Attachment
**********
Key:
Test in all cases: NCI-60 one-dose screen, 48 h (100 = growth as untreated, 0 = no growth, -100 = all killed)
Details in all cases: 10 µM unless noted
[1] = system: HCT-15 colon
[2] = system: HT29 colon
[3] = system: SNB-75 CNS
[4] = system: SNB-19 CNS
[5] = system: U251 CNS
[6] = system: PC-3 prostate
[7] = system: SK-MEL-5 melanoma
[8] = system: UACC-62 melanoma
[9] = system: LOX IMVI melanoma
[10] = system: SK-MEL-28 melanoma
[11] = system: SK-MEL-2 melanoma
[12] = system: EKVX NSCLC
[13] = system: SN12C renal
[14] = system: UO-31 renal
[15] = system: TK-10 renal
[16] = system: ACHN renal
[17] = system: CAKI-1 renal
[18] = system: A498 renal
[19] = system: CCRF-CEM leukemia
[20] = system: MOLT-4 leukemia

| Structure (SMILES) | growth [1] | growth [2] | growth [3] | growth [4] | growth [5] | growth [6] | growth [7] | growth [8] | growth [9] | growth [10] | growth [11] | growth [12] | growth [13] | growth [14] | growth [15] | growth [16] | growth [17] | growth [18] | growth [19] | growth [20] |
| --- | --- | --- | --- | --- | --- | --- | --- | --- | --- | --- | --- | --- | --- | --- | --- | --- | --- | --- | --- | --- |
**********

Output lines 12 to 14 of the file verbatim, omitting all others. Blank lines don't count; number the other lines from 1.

[9] = system: LOX IMVI melanoma
[10] = system: SK-MEL-28 melanoma
[11] = system: SK-MEL-2 melanoma